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Increased Demand Straining Automotive Supply Chain

by APICS staff | N/A 2013 | 13 | 12

Increasing sales and a proliferation of car models is stretching the auto parts supply chain to near a breaking point, USA Today reports. During the recession, consolidation of operations, plant closures, and layoffs reduced capacity, making a smaller number of parts suppliers struggle to deal with the auto industry’s rebound, as new car sales are expected to reach 15 million in the United states and 85 million worldwide.

“Everyone has parts shortages,” says Carla Bailo, head of research and development at Nissan Americas. “The supply chain is one of our biggest threats. Everyone cut back and is now ramping up. We can’t get up to speed as quickly as in the past.”

While automotive suppliers tend to be cautious about increasing capacity, there is further reluctance to make investments while profitability is easy to attain. “We won’t be a bottleneck but also don’t have to be at the leading edge increasing capacity,” says Roland Zitt, president of power train maker Mahle Industries.

One potential silver lining is that today’s automotive suppliers are healthier than before the recession because weaker companies were bought or died out, says John Henke, chief executive of supplier relations firm Planning Perspectives. However, the increased demands for capacity are straining even the most efficient factories.

Small-Business Optimism Reaches Yearlong High 

US small-business confidence is at its highest level since April of 2012, reports the National Federation of Independent Business (NFIB). The NFIB’s optimism index increased to 94.4 from 92.1 in April as the six-month economic outlook brightened.

Small-business optimism has been slow to recover post-recession. “The small-business half of [gross domestic product] is clearly not participating much beyond growth generated by population gains,” writes NFIB chief economist William Dunkelberg. He adds, “More businesses are being formed than lost, so there is some boost to job creation there, but too many existing firms have not yet started to replace the workers shed during the recession.”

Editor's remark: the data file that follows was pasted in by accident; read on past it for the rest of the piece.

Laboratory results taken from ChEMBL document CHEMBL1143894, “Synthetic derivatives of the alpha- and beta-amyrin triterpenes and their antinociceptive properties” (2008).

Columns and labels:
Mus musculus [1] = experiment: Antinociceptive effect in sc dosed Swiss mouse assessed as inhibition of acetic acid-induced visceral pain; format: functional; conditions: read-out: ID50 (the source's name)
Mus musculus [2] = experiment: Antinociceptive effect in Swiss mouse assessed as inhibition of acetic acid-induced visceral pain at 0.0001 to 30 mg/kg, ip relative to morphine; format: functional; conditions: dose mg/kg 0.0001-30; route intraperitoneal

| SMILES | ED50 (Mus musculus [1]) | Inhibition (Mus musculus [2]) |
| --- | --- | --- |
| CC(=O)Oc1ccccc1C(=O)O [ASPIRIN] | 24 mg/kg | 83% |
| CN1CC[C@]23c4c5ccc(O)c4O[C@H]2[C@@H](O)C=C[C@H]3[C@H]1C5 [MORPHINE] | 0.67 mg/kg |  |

The index uses 10 different components to measure confidence in the economy. Eight of these increased, including current inventory, current job openings, and the expectation of higher sales. The two components that decreased or remained flat from April’s measurements were plans to increase employment and plans to make capital outlays.

Exploring Tomorrow’s Manufacturing Trends

The Advanced Manufacturing Partnership is a group created by President Obama to help revitalize American manufacturing. The group recently highlighted 11 areas of technology and development it believes will determine the future of competitiveness in manufacturing, the Wall Street Journal reports. Some of the most interesting developments include the following.

Sensing, measurement, and process control. Advanced manufacturing techniques are driven by computers capturing large amounts of data obtained from sources including sensors, global positioning systems, and high-tech calipers. Today’s factories rely on automation to track products from inception to delivery and beyond, detect defects and alert operators, and drive machinery and production.

Digital modeling. While computer-aided design has been employed for many years, modern technologies, including cloud computing and inexpensive 3D scanning with smartphones, are accomplishing tasks that once required expensive mainframe computers, increasing accessibility to entrepreneurs.

Sustainable manufacturing. Energy-efficient manufacturing is about squeezing out the most energy or matter from every element of production and wasting as little as possible. Today’s engineers refer to the “lights-out” factory, a facility operated primarily with robots that can be operated continuously in the dark and don’t require the same degree of heating and cooling as humans.

Flexible electronics. Products that have the potential to adapt to different conditions, including tablet computers that bend when sat upon and clothing that can automatically cool the wearer are technologies that will define the next generation of consumer devices. While this is expected to be a fast-growing product category, it will require advanced manufacturing processes.

Other areas of transformation and growth include biomanufacturing, nanomanufacturing, advanced forming and joining technologies, and additive manufacturing or 3D printing.

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